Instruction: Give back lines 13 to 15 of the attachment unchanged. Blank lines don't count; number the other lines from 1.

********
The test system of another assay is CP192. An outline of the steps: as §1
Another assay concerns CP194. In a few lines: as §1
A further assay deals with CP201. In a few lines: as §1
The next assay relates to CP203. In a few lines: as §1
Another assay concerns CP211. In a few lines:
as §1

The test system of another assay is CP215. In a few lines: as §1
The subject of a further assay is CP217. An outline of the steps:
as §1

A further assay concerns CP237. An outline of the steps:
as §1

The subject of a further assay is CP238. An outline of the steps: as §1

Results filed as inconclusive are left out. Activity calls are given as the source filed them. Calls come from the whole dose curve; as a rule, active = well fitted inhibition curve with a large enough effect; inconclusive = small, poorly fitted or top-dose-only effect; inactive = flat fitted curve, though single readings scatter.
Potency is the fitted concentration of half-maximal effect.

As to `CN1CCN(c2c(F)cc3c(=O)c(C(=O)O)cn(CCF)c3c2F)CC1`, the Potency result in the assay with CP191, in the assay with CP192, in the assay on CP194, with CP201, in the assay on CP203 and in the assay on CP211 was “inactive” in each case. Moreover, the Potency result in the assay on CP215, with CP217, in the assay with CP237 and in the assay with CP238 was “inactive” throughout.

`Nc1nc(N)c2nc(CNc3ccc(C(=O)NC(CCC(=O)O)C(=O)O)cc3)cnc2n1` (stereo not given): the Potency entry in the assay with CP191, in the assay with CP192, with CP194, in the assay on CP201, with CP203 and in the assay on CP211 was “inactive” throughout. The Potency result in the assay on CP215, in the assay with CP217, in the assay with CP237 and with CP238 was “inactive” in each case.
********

Results filed as inconclusive are left out. Activity calls are given as the source filed them. Calls come from the whole dose curve; as a rule, active = well fitted inhibition curve with a large enough effect; inconclusive = small, poorly fitted or top-dose-only effect; inactive = flat fitted curve, though single readings scatter.
Potency is the fitted concentration of half-maximal effect.

As to `CN1CCN(c2c(F)cc3c(=O)c(C(=O)O)cn(CCF)c3c2F)CC1`, the Potency result in the assay with CP191, in the assay with CP192, in the assay on CP194, with CP201, in the assay on CP203 and in the assay on CP211 was “inactive” in each case. Moreover, the Potency result in the assay on CP215, with CP217, in the assay with CP237 and in the assay with CP238 was “inactive” throughout.